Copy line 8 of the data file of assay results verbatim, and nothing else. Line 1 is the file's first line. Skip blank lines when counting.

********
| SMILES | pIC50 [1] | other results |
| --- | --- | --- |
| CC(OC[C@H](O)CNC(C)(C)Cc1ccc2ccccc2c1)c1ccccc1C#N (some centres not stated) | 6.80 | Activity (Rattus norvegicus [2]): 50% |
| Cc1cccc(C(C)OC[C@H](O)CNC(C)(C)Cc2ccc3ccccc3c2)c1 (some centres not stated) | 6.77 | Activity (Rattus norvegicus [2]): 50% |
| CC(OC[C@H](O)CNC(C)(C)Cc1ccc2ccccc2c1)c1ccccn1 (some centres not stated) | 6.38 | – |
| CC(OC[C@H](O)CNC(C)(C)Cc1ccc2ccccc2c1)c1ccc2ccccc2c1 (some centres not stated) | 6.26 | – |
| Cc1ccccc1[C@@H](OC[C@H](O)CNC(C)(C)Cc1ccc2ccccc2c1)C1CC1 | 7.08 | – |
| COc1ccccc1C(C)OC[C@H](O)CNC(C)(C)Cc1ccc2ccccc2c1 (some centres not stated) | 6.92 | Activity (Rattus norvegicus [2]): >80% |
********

| COc1ccccc1C(C)OC[C@H](O)CNC(C)(C)Cc1ccc2ccccc2c1 (some centres not stated) | 6.92 | Activity (Rattus norvegicus [2]): >80% |